This is a fact and not fiction.

    White men seem to only feel good about themselves when they have an underdog, a cur, a pariah on which to project their impotence and failures. Whether its the color of a man’s skin or simply ideas they don’t need to “cotton to”; little do they realize they’ve met the enemy and “he is them”… / : |

    Carl Nemo **==

  10. Sandra Price

    Everything I read within in these replies are true and I can add one more problem. In my community of retired seniors, we have become autistic. This is not a community of retired corporate owners but simple workmen who delivered mail, trucking goods, and some merchants. At 65 they retired to play golf, cheat on their wives, drink too much, and get all the medical drugs they want.

    They will not attend town hall meetings unless the subject is death with dignity. They will not discuss politics nor the influence religion has on the government. They feel they have done their duty in their WW2, Korean, Vietnam wars and they don’t give a damn if their grandkids can read or their own kids are jobless and homeless. This is a restricted development and the doors are slammed shut to anyone in need.

  11. Kent.Shaw

    “We are a nation that thrives on hate, stereotypes and fear.”

    As Joe Bageant wrote recently, there seems to be a general lack of compassion in this country. That’s putting it mildly. I call it just plain meanness.

    Kent Shaw

  12. Sandra Price

    Is there anything we can do to stop the hate, stereotyping and fear? If we were never united then what brought out the obvious problems? Surely I am not the only one who has been shocked at the “politics” of today.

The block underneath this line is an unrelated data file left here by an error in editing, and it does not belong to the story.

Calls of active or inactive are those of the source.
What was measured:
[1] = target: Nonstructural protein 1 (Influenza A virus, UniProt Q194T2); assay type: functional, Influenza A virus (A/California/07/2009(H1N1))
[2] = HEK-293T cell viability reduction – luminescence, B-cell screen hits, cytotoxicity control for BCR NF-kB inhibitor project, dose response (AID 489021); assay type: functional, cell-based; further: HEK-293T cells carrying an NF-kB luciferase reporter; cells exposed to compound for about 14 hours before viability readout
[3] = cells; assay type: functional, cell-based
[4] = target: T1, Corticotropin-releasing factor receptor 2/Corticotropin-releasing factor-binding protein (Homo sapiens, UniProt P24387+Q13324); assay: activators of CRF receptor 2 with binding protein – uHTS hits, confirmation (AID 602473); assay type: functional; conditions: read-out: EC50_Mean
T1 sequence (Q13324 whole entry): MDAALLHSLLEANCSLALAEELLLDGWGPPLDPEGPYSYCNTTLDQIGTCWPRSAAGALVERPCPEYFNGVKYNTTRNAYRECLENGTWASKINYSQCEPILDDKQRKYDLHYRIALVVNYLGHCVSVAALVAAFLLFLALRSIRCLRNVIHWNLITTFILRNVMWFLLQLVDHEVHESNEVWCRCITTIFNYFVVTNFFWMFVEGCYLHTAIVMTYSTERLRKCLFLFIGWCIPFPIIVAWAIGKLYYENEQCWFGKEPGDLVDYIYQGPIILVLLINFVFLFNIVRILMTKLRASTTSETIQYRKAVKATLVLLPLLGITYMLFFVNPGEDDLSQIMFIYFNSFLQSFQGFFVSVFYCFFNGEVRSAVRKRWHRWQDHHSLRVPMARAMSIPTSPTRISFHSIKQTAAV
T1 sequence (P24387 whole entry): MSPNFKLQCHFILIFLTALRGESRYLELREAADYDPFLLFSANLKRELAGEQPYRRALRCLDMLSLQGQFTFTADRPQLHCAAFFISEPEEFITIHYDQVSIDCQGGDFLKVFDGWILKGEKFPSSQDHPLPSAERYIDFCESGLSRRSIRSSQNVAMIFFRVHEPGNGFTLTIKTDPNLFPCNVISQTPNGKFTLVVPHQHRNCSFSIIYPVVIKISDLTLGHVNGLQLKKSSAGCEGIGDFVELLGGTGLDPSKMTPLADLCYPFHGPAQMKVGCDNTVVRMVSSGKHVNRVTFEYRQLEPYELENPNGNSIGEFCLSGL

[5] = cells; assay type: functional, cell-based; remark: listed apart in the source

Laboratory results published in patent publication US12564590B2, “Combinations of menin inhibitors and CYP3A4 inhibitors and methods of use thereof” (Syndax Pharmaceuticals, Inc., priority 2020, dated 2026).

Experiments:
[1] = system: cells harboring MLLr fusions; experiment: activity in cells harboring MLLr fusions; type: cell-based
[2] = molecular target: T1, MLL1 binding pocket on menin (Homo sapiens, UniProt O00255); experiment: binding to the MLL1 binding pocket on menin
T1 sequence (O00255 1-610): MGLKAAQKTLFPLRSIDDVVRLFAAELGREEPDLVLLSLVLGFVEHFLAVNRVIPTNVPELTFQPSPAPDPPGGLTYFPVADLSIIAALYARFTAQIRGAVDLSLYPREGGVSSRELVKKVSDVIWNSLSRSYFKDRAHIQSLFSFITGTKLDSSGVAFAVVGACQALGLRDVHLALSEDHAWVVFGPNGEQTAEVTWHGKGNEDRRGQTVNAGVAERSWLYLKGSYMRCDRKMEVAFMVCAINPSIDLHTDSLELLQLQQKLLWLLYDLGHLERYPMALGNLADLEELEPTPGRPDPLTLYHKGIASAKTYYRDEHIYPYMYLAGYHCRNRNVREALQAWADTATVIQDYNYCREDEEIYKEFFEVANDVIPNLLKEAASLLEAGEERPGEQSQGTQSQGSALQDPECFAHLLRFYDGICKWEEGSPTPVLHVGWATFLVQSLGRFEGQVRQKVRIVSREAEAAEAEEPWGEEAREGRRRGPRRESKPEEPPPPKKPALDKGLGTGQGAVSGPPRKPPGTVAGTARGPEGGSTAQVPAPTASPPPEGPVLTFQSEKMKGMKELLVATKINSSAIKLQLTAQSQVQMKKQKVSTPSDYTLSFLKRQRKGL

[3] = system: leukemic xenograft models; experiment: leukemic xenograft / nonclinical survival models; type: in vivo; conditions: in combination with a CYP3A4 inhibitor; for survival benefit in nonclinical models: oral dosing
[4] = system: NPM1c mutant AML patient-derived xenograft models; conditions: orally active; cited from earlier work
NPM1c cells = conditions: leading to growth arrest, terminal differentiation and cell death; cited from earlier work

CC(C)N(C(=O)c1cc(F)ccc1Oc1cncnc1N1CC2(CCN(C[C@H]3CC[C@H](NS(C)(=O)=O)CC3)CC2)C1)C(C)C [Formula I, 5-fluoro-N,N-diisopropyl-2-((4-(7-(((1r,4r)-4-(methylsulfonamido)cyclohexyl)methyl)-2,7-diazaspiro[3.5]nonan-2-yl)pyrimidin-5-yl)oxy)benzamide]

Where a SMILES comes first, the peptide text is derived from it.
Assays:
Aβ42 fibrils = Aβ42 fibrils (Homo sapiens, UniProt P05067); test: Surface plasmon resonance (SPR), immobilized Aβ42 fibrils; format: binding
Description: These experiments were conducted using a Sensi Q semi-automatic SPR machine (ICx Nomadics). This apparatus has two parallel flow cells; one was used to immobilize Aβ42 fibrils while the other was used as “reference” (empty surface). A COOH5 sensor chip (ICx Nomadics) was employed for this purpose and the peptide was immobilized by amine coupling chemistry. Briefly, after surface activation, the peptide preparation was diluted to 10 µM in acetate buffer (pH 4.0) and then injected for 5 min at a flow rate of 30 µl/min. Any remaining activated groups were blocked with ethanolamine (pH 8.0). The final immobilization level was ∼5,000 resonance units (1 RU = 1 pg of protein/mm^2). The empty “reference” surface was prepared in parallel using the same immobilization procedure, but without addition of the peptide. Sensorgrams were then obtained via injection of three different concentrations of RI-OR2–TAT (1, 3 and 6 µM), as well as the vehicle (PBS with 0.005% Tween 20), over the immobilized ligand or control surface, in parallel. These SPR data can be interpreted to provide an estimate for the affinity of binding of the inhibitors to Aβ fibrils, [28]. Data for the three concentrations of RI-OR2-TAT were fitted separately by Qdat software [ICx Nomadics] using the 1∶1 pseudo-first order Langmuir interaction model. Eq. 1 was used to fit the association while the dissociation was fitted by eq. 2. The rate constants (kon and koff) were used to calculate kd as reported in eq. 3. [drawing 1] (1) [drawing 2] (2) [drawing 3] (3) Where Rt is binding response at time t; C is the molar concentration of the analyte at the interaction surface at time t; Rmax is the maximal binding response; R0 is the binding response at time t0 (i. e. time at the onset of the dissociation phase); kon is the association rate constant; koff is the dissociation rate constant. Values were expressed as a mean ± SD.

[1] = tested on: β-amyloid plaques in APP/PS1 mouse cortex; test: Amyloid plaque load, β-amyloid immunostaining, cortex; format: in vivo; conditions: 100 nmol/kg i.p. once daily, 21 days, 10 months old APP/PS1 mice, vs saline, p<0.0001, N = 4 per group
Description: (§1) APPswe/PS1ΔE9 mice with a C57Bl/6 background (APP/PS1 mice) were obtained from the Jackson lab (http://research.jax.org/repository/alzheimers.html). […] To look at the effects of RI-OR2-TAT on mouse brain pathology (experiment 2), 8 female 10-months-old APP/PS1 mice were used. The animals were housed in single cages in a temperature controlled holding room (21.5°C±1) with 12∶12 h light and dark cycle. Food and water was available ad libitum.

What triggered the hate/love affair with Rush, Beck and even Palin? Do we sit back and pretend this problem does not exist or do we hit it head on and ask for particulars?

    What did Doug expect from us when he wrote his Rant?

  13. griff

    Ah yes, where is that fabled unity? Not to be found here, nor will it ever be, as much as we’re addicted to chasing that elusive rainbow.

    And oh how we love to puff up our own sense of moral superiority by casting stones in all directions but toward our own glass houses.

    Certainly thousands of years of tribal instinct – necessary for and responsible for the very fact that we still walk this earth at all – can be suppressed and denied because we’re such an advanced and righteous civilization.

    It is a natural thing to harbor prejudices. To deny that basic truth of human nature is to deny that the sun will rise in the morning and set in the evening.

    But what of government’s role in perpetuating these divisions? Forced desegregation, Affirmative Action, and other forms of forced morality only serve to increase class and racial tensions. For it isn’t the job of government to legislate morality, especially considering that particular virtue is about as common as a unicorn in modern American politics.

    And of course it’s only whites that are racist. If you’re opposed to illegal immigration you’re racist. If you oppose Obama or his policies you’re racist. If you opposed the confirmation of Sotomayor you’re racist, even though she is a member of a racist organization (La Raza – the Race) herself.

    Government needs division in order to maintain its control. As H.L. Mencken once wrote, “The whole aim of practical politics is to keep the populace alarmed – and hence clamorous to be led to safety – and menacing it with an endless series of hobgoblins, all of them imaginary.”

    Our Declaration of Independence does state that “All men are created equal,” but that only means that we are equal under the law, not equal in abilities or intellect. Affirmative Action, for example, goes against that very ideal.